Foreign Affairs Issues during the Civil War
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The diplomatic strategy of the Confederacy was based upon a faulty assumption. Government officials assumed that Southern cotton was so vital to European economies, especially the British, that active support would ensue. That support never arrived, despite a tendency of both Britain and France to imply they were about to side with the South.
Economic realities worked to the Confederacy's disadvantage. Much of the bumper cotton crop of 1860 had ended up in European warehouses. This oversupply sharply reduced the demand for later cotton crops. And, as the North tightened its blockade of Southern ports, European textile manufacturers turned to new sources of supply in India and Egypt.
Shortly after the outbreak of hostilities at Fort Sumter, President Jefferson Davis offered letters of marque to Southern ship owners, encouraging them to prey on Northern commerce. Lincoln countered by declaring a blockade of Southern ports. Britain responded properly under international law by declaring her neutrality. Both North and South were disappointed by the British position; each hoped to gain active support. In the end, this hurt the South more than the North.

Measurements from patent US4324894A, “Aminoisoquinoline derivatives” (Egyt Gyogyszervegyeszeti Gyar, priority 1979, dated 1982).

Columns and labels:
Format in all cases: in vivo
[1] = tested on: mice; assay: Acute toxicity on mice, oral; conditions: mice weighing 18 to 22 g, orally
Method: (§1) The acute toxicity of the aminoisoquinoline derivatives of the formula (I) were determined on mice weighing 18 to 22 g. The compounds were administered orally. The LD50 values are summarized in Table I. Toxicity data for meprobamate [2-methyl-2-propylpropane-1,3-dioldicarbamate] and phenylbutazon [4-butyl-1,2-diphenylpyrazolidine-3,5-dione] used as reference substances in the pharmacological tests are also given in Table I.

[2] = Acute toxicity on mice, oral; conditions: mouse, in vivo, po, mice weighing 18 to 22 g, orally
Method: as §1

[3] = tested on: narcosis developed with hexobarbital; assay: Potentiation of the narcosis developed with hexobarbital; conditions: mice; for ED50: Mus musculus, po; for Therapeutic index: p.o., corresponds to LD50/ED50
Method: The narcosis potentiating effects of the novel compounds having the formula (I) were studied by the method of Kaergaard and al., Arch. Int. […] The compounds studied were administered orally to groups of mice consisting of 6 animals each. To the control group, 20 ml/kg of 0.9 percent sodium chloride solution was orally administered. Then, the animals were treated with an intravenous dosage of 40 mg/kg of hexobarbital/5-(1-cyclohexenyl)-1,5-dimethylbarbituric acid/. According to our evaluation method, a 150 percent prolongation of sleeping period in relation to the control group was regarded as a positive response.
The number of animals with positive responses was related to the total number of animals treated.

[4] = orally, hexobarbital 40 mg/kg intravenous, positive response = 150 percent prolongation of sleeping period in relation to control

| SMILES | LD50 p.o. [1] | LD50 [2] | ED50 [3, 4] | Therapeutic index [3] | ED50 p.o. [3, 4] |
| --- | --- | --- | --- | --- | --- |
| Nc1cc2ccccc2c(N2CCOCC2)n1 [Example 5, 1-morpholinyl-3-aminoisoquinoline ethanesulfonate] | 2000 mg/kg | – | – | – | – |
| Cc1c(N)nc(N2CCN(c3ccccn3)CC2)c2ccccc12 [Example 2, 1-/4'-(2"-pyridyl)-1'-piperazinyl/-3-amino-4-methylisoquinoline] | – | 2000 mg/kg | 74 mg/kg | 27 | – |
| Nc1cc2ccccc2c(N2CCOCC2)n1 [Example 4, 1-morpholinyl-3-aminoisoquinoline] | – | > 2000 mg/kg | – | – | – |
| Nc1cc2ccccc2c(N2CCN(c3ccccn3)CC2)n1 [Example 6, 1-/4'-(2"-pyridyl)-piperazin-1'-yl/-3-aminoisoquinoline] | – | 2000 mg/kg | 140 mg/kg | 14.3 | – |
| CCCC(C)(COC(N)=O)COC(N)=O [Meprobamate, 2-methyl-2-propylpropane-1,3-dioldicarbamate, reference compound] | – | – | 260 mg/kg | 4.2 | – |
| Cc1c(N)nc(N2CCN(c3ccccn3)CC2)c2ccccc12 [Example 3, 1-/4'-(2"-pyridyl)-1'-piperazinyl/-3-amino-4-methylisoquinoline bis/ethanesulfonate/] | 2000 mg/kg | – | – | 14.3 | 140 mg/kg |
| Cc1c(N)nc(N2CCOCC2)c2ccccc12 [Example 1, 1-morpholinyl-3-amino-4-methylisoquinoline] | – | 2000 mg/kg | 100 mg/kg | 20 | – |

Diplomatic History1861-1865 1861-1865 -- Preventing Diplomatic Recognition of the Confederacy -- The Trent Affair -- The Alabama Claims -- Foreign Relations of the United States Series Established Updates | Frequent Questions | Contact ...
1861-1865: Civil War
Civil War. so that all pages end with a width of 300 empty --> 1861-1865 United States suffers through the Civil War, and the Department of State prevents the Confederacy from obtaining European recognition. Lincoln and Seward establish the ...
The Southern Homefront, 1861-1865
... The Southern Homefront, 1861-1865 Information The Southern Homefront, 1861-1865 Topical access to the collection: (Belles-lettres -- Business and economic affairs -- Confederate official documents -- Currency -- Education -- Home life ...